Glacial Isostatic Adjustment (GIA), in response to the melting of past and present ice sheets, contributes significantly to present-day solid earth deformation, sea-level rise and temporal variations of the gravity field. GIA models are of paramount importance to disentangle the various factors contributing to deformation in formerly glaciated regions, as determined by space-borne or ground-based geodetic observations. In a global change scenario, these models are essential to estimate the contribution of the ongoing isostatic readjustment to present-day sea level. However, despite their relevance, the evaluation of their uncertainties has received little attention until the last decade. Uncertainties in GIA model predictions stem from several factors, including imperfect knowledge of a) model inputs; for example, the ice sheet chronology or the Earth rheological model and b) structural factors, including the numerical approach or the particular choice of proxy data used to constrain the model.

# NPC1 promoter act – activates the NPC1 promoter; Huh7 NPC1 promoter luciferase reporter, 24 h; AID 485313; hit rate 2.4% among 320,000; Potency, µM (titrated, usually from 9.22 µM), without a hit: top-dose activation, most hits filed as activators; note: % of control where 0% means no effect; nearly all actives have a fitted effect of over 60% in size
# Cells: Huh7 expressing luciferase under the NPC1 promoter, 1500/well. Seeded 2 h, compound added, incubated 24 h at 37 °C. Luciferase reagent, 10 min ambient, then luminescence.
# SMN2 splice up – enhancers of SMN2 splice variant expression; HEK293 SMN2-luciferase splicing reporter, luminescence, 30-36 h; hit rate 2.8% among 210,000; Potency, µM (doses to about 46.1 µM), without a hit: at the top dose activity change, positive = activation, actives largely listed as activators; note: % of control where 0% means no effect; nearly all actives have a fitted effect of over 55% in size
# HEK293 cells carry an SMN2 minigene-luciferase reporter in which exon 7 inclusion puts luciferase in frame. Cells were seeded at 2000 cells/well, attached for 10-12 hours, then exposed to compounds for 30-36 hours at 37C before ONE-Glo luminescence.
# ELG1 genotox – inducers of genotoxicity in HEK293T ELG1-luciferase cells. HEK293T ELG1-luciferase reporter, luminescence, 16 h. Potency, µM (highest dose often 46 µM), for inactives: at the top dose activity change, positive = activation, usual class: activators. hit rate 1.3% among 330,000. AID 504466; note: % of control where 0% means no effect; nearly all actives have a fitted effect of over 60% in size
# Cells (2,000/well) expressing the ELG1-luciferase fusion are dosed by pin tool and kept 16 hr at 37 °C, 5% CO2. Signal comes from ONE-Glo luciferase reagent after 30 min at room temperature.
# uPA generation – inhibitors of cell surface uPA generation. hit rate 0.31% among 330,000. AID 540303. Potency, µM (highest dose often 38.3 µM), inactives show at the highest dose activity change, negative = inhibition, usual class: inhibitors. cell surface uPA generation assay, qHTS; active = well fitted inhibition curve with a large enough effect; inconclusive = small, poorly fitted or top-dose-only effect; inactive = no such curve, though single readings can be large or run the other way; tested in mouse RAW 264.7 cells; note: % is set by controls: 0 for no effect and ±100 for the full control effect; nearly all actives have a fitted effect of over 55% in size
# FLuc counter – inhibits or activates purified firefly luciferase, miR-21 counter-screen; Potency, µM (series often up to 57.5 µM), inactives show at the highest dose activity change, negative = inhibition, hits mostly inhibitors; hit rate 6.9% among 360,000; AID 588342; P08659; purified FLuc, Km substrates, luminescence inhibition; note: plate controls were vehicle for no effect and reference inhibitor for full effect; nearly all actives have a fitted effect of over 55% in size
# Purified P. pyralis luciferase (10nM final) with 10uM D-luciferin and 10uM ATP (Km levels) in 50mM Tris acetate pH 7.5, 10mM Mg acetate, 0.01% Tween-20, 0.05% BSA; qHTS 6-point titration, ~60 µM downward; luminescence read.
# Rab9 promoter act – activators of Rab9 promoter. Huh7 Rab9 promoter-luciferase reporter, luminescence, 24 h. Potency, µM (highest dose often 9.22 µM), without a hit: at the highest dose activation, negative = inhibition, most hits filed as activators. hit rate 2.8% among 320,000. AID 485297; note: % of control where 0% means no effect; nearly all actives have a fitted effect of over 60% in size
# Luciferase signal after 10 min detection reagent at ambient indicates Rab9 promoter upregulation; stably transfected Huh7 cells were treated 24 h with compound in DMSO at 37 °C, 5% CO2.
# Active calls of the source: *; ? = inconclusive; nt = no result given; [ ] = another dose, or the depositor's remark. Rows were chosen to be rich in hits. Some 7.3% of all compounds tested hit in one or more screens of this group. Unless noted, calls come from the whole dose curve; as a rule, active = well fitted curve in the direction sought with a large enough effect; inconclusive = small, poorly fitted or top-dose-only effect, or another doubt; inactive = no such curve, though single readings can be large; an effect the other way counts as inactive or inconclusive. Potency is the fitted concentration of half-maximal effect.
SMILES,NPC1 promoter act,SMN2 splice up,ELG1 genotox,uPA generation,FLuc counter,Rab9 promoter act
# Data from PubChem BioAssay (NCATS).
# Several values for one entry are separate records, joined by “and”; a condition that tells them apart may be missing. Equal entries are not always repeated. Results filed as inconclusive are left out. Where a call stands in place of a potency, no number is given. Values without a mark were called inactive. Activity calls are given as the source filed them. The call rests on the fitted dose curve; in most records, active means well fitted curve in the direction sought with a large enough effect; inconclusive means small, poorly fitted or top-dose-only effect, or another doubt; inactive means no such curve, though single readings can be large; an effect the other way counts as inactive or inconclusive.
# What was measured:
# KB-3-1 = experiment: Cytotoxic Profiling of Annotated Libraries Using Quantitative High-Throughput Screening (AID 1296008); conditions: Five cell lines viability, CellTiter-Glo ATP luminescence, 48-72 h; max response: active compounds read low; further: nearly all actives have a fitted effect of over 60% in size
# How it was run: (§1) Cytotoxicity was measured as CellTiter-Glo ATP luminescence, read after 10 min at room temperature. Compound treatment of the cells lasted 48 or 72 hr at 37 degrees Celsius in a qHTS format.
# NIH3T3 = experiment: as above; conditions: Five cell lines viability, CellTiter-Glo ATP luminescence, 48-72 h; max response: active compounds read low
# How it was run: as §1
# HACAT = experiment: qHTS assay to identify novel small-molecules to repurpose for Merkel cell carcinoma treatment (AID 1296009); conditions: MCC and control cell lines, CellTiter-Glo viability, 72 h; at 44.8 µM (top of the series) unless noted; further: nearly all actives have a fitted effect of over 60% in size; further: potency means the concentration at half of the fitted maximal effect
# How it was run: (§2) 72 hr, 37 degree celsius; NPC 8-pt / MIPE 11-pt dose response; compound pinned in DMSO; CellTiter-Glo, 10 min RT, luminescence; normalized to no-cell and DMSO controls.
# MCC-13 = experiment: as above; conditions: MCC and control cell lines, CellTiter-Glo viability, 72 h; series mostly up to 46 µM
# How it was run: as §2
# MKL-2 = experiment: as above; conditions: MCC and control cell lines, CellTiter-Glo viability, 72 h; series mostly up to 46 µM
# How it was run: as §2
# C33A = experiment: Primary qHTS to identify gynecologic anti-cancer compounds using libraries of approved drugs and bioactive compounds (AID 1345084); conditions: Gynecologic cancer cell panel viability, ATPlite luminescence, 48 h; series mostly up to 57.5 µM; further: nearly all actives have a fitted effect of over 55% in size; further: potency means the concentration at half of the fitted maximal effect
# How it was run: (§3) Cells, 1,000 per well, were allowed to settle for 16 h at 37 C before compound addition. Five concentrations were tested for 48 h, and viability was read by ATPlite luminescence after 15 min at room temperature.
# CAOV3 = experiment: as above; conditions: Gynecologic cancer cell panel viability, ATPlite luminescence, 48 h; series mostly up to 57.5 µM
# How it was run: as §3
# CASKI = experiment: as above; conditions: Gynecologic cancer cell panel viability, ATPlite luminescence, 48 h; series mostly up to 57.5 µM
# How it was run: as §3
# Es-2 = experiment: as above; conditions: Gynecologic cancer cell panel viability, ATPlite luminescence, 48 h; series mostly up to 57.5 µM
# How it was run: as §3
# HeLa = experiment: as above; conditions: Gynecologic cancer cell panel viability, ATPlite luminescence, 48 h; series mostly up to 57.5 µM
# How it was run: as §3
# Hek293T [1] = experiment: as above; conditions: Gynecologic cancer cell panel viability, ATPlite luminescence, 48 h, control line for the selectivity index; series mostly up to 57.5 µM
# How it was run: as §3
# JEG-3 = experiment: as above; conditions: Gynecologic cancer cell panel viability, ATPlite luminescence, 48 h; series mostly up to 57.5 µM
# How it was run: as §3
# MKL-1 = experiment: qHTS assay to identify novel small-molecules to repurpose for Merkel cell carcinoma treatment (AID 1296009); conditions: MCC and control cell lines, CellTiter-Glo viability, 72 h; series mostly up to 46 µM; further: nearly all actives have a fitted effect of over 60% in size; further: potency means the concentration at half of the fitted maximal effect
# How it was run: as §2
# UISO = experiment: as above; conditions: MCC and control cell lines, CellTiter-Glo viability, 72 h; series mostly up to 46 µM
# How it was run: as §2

This special issue will address state of the art in GIA modelling on both global and regional scales, with special attention for the evaluation of the associated uncertainties.
- GIA models throughout the last glacial cycle
- Uncertainties in GIA modelling
- GIA contribution to present-day sea-level change
- Submission deadline: 31 December 2022
Dr. Daniele Melini
INGV - Sezione di Sismologia e Tettonofisica (Roma I), Italy. Email: firstname.lastname@example.org
Prof. Giorgio Spada
Dipartimento di Fisica e Astronomia (DIFA), Università di Bologna, Italy. Email: email@example.com